I went to the Cameron Highlands in Malaysia on the recommendation of my friend Andy and the promise of cooler weather and the chance to visit a tea plantation. I had already visited a coffee plantation in Guatemala so this sounded like the proper next step.
I booked a short half day “Countryside Tour” which turned out to be really great as I wouldn’t have been able to see all of the different things on the tour without a car of my own. With a car I’d say the tour was probably unnecessary, though our guide was quite informative and at times (unintentionally?) funny.
We first visited a Chinese temple which was a nice addition to the tour, but with the amount of temples I have seen on this trip, not nearly the most impressive. I did love that at least two walls in the temple were solidly covered in Buddhas.
Next up we visited a place called the Garden Center. We were probably there the longest, around 40 minutes, as it took us that long to hike up to the top and back. Not only were the flowers gorgeous, but the view from the top was spectacular.
Our third stop was a strawberry farm.
Apparently this is a new (or just different) way to grow strawberries. Our guide said the benefit was the farmers don’t have to bend over to pick the strawberries this way. Surely there are other benefits though?
Next up we went to a honey farm.
Because of the rainy weather there weren’t any bees to be seen. We did see this guy though.
Finally we came to the tea plantation! We visited the BOH Tea Plantation and Factory and then had a cup of tea on a terrace with an amazing view of the plantation.
Our final stop was a butterfly farm.
Not only were there butterflies at the farm, but a small zoo-like exhibit of scary things like giant bugs, snakes, and spiders. There was a young local boy on-site who was more than happy to take each of the creatures out of their glass boxes to let us touch and hold them. I let him know right away that I was more than fine with just looking at them through the glass thank-you-very-much.
And then I asked the one question that you should never ask when looking at creepy crawlies in a zoo-like setting in the jungle.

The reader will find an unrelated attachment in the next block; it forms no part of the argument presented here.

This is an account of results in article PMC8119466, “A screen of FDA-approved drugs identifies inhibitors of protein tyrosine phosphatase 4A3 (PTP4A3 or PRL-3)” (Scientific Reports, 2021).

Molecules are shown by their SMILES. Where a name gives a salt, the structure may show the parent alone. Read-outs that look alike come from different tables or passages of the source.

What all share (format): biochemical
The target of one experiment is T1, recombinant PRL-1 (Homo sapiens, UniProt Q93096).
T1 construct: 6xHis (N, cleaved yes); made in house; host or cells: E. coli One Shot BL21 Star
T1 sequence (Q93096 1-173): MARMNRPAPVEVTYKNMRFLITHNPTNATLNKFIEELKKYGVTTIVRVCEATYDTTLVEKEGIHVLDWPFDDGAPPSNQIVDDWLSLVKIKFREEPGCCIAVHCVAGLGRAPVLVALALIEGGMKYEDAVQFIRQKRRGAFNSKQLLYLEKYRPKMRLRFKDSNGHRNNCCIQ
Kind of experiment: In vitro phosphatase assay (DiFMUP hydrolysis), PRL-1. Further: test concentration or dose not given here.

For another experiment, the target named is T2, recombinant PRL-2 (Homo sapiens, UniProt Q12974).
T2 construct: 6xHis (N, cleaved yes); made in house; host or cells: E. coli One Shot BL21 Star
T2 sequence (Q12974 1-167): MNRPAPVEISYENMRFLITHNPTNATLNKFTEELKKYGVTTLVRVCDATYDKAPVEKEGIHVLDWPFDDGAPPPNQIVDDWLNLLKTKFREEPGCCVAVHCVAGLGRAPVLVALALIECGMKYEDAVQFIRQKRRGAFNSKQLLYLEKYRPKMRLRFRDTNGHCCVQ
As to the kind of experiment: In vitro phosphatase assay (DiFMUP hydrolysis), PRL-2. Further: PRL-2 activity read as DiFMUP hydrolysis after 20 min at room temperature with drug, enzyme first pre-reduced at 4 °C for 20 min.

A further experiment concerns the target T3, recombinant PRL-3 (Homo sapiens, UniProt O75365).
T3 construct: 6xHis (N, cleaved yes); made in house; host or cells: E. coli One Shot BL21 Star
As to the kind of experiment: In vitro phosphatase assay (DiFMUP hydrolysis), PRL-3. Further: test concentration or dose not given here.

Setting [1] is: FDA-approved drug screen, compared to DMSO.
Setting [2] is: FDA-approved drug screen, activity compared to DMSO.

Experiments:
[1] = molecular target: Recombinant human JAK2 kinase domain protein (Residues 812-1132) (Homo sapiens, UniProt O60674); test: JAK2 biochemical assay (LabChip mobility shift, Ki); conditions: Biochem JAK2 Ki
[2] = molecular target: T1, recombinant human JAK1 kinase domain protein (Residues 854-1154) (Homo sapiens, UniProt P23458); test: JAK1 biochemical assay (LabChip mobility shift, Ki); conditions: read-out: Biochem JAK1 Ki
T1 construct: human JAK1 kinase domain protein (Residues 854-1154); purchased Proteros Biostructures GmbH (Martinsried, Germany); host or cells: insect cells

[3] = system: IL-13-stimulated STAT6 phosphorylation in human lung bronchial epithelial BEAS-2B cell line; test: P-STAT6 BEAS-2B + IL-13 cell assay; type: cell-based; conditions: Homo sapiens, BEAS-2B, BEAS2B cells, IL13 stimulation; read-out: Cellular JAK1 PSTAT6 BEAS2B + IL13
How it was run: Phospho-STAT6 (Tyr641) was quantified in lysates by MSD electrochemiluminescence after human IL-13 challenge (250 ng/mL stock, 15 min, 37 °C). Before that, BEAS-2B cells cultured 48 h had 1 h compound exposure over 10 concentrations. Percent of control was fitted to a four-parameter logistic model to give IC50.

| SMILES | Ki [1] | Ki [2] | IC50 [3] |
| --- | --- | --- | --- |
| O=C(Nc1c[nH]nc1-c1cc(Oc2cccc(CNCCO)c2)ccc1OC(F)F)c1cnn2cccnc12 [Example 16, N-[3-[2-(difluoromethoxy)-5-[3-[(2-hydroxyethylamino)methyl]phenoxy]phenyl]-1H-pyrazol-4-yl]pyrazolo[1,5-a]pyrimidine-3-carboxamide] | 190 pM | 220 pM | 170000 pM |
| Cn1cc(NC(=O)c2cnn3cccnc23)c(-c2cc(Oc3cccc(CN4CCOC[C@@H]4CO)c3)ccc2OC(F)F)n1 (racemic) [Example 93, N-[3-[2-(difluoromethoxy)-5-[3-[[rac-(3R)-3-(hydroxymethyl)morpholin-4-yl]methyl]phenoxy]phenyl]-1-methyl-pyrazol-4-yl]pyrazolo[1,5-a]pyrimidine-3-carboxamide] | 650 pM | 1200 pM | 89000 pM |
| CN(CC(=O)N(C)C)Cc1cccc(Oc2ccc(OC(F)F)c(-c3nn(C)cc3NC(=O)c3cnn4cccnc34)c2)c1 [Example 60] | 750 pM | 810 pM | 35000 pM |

“So, do you find these here?” I asked, referring to the Rhinoceros Beetle now safely tucked back in his box.
To which our guide answered the obvious and unfortunate answer.
“Yes, of course. All of these things you can find here in the jungle.” Oookaay then.
It’s one thing to look at a bunch of creepy crawlies in a natural history museum in New York City, and it’s quite another to look at them in the middle of the jungle when their relatives could be anywhere!
In order to not have nightmares I went back to look at the cute bunnies that we saw at the entrance.
We finally went to look at the butterflies, and I have to admit they were a bit on the frightening side, too.
This guy may look pretty but the photo is a bit deceiving. The wingspan of these butterflies is about the size of my hand, from palm to finger tips. And there were hundreds of them! As long as they weren’t flying around I was fine to look at them, but imagining them all take flight at the same time caused me to rush right out of the butterfly sanctuary.
And that was the end of our tour. I loved the tea plantation so much that I went back to visit another one the next day. It was a gloriously sunny day, almost hot, so I basked in the sun for a few hours surrounded by the tea plants. It was lovely!
And finally, I leave you with some Highland street food.